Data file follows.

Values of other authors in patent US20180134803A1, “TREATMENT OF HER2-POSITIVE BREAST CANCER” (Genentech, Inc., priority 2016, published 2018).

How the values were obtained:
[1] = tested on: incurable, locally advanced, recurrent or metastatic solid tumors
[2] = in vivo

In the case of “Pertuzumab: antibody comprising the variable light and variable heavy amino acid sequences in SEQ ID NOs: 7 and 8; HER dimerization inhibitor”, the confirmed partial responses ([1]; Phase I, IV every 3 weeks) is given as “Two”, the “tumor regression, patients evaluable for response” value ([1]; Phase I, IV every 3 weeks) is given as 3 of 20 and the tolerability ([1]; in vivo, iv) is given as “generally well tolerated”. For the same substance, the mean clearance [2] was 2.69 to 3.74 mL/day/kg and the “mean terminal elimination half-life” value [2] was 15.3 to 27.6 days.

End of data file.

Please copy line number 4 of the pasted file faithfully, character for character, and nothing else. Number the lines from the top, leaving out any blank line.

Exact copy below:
[2] = in vivo